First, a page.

A video was continuously projected throughout the duration of the installation, with a short break between 2:00pm and 4:00pm each day to clean and reset the space for the next night’s guests. In contrast to Apichatpong’s usual work (which prior to 2018 was almost exclusively shot and set in Thailand), the footage projected onto the screen was sourced from the Dutch EYE Filmmuseum and the Netherlands Institute of Sound and Vision, featuring archival footage of boats, water, clouds, sleeping people and sleeping animals.5 There was no discernible narrative or signifying logic between the pieces of archival footage, which were edited through a process of association, cutting between shots of clocks, boats on rivers, churches in the European countryside and sleeping animals without any immediately obvious links between the sequence of images. This video projection was paired with a looped soundscape of wind, rustling leaves and ocean waves prepared by Apichatpong’s regular sound designer, Akritchalerm Kalayanamitr, reflecting the mood and contents of the found footage on screen. In concert, these sounds and images created a soothing spectatorial environment, and, as there was no evident logic governing the montage on-screen, spectators could fall asleep at any time without missing relevant information. Instead of demarcating narrative progression, the footage on-screen paired with the soundscape to create a frictionless space in which attention was optional and the spectatorial experience was not contingent on the actual contents on-screen.

Furthermore, the structure of the sleeping pods visually interfered with the spectators view of the screen [figure 2]. The sleeping pods were rudimentary: each platform contained a bed, side table and lamp, with a single geometric structure comprised of scaffolding that supported the pods at the centre of the room.  Rather than face the same direction, the beds were positioned at a 45-degree angle to the screen, with views obscured by other parts of the structure. This meant that guests had a perpetually disrupted view of the screen. In addition to this structural obscurity, the walls of the installation space were made from a polished wood that curved as it connected with the double-height roof made from the same finish, resembling the interior inverted hull of a ship. The effect at night, when the screen became the dominant light source in the room, cast distorted reflections across the polished surfaces of the walls and roof that were visible from the beds. Although a small viewing space was set up at the front of the room with bean bags to allow guests to watch the screens directly, the primary form of participant engagement with the screen was from their beds via the indirect light of the reflections.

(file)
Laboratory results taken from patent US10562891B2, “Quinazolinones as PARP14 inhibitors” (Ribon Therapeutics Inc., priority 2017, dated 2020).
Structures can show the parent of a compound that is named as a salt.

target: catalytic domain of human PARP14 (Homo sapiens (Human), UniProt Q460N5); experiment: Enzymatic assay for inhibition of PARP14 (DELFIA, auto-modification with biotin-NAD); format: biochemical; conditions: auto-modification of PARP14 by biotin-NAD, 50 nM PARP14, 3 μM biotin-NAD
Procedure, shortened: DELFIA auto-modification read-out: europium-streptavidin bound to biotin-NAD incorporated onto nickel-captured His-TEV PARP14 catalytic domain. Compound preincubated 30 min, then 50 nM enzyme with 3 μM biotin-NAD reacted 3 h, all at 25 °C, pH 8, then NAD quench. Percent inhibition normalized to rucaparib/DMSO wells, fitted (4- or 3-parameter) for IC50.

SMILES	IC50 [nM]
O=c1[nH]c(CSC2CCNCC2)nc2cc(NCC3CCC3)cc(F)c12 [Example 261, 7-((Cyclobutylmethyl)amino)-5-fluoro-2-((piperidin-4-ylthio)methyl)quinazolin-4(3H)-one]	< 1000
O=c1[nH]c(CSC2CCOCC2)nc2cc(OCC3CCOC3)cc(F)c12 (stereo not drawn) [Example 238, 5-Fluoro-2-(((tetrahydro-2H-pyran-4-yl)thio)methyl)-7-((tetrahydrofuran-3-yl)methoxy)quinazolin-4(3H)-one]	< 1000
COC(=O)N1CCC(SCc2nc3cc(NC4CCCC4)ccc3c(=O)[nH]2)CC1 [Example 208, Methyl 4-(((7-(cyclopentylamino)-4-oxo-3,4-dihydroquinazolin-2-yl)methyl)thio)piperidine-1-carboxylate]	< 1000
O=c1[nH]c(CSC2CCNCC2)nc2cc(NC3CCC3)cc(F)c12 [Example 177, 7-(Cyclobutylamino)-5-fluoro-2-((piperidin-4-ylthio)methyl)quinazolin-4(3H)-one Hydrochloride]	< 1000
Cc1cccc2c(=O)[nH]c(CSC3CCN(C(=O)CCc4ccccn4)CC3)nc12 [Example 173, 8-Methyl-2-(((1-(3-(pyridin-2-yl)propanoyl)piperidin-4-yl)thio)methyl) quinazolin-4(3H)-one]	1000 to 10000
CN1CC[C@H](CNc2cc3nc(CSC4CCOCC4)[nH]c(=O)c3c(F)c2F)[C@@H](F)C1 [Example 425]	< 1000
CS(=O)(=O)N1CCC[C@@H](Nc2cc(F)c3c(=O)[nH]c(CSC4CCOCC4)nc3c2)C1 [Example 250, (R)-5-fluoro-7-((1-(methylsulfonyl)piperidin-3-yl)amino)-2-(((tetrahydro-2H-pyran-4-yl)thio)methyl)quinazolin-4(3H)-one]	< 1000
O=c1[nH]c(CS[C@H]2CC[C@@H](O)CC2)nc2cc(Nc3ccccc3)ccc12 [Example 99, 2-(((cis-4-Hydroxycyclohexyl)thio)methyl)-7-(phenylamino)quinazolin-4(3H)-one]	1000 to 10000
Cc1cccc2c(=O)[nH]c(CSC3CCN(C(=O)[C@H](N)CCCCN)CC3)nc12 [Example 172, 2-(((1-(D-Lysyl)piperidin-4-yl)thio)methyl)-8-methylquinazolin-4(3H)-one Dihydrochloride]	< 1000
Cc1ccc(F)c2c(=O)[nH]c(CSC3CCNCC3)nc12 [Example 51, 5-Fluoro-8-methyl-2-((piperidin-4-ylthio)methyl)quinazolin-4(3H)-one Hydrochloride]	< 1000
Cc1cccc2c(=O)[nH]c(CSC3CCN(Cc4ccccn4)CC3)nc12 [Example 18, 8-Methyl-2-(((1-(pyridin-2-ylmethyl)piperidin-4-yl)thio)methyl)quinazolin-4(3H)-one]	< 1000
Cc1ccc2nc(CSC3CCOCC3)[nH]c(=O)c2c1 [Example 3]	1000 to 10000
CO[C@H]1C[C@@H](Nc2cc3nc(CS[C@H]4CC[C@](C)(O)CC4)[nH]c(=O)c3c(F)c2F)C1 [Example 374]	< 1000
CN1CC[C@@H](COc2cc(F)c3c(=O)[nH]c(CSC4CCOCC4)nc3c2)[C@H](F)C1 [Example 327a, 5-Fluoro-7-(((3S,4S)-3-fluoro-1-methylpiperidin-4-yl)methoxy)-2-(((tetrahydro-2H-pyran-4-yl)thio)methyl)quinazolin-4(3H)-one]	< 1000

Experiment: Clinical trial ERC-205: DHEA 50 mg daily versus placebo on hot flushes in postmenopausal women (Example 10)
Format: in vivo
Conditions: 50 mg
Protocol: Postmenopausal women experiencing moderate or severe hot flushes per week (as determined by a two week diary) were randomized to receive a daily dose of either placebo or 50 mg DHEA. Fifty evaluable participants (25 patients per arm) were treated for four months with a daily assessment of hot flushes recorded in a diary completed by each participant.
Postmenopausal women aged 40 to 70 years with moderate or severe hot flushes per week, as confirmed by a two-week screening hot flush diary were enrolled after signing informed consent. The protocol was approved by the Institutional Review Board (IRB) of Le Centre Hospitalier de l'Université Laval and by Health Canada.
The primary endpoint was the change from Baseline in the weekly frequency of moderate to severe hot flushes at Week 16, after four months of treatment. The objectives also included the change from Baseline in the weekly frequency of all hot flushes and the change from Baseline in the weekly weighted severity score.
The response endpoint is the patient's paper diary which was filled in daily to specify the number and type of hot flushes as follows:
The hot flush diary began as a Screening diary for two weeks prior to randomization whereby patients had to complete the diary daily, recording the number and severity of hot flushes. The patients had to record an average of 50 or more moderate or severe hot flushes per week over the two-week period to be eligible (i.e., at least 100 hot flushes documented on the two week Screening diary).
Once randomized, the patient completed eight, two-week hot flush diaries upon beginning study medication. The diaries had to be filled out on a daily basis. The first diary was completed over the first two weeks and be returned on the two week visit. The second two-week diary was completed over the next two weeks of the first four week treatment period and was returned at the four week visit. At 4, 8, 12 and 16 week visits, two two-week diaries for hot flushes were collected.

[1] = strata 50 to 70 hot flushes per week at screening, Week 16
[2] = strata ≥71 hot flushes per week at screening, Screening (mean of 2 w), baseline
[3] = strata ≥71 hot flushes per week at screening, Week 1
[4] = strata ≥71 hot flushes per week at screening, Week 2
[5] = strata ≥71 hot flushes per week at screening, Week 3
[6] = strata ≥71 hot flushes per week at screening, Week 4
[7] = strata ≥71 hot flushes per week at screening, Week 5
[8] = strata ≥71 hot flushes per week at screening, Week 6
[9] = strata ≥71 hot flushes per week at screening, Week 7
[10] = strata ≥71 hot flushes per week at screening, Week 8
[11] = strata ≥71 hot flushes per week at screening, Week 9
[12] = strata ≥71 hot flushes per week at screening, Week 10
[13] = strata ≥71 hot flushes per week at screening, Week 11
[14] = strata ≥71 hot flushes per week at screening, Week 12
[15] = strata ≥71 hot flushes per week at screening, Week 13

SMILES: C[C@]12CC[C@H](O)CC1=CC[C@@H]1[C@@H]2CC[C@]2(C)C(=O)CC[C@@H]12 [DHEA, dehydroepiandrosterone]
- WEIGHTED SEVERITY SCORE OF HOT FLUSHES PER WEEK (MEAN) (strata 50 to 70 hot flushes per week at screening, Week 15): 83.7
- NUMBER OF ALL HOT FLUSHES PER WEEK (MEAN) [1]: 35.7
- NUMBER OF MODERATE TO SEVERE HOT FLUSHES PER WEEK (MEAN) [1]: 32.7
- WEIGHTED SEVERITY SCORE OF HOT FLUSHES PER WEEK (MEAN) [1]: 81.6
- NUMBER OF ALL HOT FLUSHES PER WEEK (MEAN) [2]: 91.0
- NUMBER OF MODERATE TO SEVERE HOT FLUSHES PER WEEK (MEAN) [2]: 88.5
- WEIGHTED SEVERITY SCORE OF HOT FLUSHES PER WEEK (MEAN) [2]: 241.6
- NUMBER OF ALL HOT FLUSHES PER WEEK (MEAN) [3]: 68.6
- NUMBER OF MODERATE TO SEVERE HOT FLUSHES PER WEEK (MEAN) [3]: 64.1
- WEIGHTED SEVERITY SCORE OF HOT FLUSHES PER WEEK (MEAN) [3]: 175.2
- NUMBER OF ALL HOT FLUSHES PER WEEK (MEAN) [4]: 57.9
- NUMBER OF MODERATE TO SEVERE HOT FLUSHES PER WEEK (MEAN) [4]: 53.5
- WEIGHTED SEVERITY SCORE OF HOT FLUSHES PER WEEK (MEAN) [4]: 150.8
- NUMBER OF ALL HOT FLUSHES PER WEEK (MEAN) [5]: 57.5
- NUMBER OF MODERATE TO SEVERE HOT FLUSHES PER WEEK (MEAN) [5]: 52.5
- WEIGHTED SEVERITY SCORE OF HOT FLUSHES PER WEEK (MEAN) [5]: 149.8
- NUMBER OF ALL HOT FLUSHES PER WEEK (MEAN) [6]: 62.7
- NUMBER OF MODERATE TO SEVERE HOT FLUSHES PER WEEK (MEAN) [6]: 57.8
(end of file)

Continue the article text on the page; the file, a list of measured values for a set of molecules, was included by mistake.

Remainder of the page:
SLEEPCINEMAHOTEL played with transitions and permeable divisions between interior and exterior space. Guests were free to come and go at their leisure, meaning that there was regular traffic between the screening space, the bar area and the outside world. Although each bed was propped up on its own platform, the absence of walls and the thin metal struts of the scaffolding created a permeable boundary between each sleeping pod and other spectators in the rest of the space. Even while sleeping with privacy curtains, sleepers were always visible to others from an observation deck on a mezzanine, from which members of the public could attend the installation between 4:00pm and 10:00pm each day.

As the scaffolding intentionally obstructed my view of the screen from my bed, I found myself looking around the space at the other sleepers, listening as they whispered to one another. For visitors on the mezzanine level above, the scaffolding structure partially blocked their view of the screen, directing their attention down towards the metal structure and reclining bodies contained within it. Expanding the layers of observation of SLEEPCINEMAHOTEL, the circular screen was double sided and positioned in front of the window, meaning that the images were constantly visible to passers-by outside. These carefully orchestrated conditions exposed overnight guests from all directions: to the light of the projections, the looks of their fellow guests, the spectatorship of visitors in the upper level, and the attentions of pedestrians on the street.